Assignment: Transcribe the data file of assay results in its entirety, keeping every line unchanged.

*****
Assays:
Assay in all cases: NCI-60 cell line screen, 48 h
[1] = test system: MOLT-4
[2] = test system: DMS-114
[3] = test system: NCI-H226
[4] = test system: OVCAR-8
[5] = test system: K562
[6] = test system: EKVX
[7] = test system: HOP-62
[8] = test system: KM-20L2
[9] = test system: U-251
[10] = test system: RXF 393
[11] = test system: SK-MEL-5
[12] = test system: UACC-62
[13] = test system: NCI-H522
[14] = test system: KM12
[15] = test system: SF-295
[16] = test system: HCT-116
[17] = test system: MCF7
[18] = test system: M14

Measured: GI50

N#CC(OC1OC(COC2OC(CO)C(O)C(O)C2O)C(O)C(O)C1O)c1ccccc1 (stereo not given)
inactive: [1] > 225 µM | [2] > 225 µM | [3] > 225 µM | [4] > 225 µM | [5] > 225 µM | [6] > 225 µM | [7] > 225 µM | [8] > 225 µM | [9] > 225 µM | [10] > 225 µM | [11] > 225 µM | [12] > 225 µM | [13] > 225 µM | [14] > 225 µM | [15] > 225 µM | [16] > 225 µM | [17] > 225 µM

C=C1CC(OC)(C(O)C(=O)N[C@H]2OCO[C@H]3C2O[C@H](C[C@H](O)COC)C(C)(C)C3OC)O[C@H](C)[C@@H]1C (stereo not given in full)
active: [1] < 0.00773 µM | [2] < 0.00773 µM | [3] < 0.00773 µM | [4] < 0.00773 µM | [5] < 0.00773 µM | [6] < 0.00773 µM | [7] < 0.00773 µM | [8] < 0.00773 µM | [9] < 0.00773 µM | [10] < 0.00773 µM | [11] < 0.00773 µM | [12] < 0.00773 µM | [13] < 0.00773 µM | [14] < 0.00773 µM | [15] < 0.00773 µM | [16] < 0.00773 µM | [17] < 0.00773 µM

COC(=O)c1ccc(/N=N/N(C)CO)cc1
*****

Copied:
Assays:
Assay in all cases: NCI-60 cell line screen, 48 h
[1] = test system: MOLT-4
[2] = test system: DMS-114
[3] = test system: NCI-H226
[4] = test system: OVCAR-8
[5] = test system: K562
[6] = test system: EKVX
[7] = test system: HOP-62
[8] = test system: KM-20L2
[9] = test system: U-251
[10] = test system: RXF 393
[11] = test system: SK-MEL-5
[12] = test system: UACC-62
[13] = test system: NCI-H522
[14] = test system: KM12
[15] = test system: SF-295
[16] = test system: HCT-116
[17] = test system: MCF7
[18] = test system: M14

Measured: GI50

N#CC(OC1OC(COC2OC(CO)C(O)C(O)C2O)C(O)C(O)C1O)c1ccccc1 (stereo not given)
inactive: [1] > 225 µM | [2] > 225 µM | [3] > 225 µM | [4] > 225 µM | [5] > 225 µM | [6] > 225 µM | [7] > 225 µM | [8] > 225 µM | [9] > 225 µM | [10] > 225 µM | [11] > 225 µM | [12] > 225 µM | [13] > 225 µM | [14] > 225 µM | [15] > 225 µM | [16] > 225 µM | [17] > 225 µM

C=C1CC(OC)(C(O)C(=O)N[C@H]2OCO[C@H]3C2O[C@H](C[C@H](O)COC)C(C)(C)C3OC)O[C@H](C)[C@@H]1C (stereo not given in full)
active: [1] < 0.00773 µM | [2] < 0.00773 µM | [3] < 0.00773 µM | [4] < 0.00773 µM | [5] < 0.00773 µM | [6] < 0.00773 µM | [7] < 0.00773 µM | [8] < 0.00773 µM | [9] < 0.00773 µM | [10] < 0.00773 µM | [11] < 0.00773 µM | [12] < 0.00773 µM | [13] < 0.00773 µM | [14] < 0.00773 µM | [15] < 0.00773 µM | [16] < 0.00773 µM | [17] < 0.00773 µM

COC(=O)c1ccc(/N=N/N(C)CO)cc1